Friday, June 22, 2007

Mastering PHP's XML Parser

Probably not the most exciting subject for anyone else, but I've spent a lot of hours in the last couple days writing a script to automatically read ATOM feeds into a webpage. And yes, I'm aware that such things already exist, and can be found easily on Sourceforge, but doing it myself helped get me that much deeper into working with PHP, and made sure that I understood both the ATOM schema and PHP's XML Parser.

The XML Parser requires several functions to be put into it in order to do whatever it is you want it to do. You need a function to deal with start tags, one for end tags, and one for character data between those tags. The only place you can deal with attributes is within the start tag function. It helps, then, to have some global variables to store the information you desire to pluck out of an XML document. This sounded like something suited for an object-oriented approach, so I started by building a class called ATOMParser. I made the start, end and character functions internal, and created two public functions, one to parse a document, the other to set how many results to return and which label to search for.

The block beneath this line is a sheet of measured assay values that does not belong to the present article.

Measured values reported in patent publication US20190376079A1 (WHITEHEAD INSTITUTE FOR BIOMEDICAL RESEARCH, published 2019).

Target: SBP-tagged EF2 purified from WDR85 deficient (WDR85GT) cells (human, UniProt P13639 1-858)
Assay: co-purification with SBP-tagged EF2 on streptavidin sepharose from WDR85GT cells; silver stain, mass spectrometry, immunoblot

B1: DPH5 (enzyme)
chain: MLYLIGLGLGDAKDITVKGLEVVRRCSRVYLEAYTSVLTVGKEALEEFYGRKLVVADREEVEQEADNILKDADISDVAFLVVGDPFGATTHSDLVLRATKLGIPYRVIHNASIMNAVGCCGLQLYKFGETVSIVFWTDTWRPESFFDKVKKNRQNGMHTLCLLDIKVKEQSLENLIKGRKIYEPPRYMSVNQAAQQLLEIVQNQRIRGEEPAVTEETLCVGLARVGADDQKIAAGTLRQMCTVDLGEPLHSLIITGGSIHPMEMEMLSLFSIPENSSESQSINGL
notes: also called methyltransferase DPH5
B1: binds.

Here entered a wrinkle; on my server, where I did much of my testing, I run PHP 4.something, whereas the university server has PHP 5.something. PHP 5 has a whole bunch of reserved words like public, private and interface, whereas PHP 4 does not. To make things work on both ends, I had to go generic with my terms. It all worked fine, but theoretically, someone could call the start or end functions from outside the ATOMParser object... for what little good it would do.

Another difference: on my server, I could simple open the XML straight away, whereas on the URI server it was necessary to stream the document in chunks, then open it. What does this mean? Well, using code that worked on my server to display all the different posts in the blog only showed the latest post (maybe the latest two, if I refreshed just right) on the URI server. The packeting fixed that.

So, my end result is a pretty portable piece of PHP that I can use elsewhere on the GSLIS site. You can see its current implementation at More will follow, notably the joblist. I will also likely use this somewhere in my website for bringing in blog info (same blog package as GSLIS). For other XML documents, I can now create custom parsers to do my bidding. Very exciting.

Well, to me, at least.

No comments: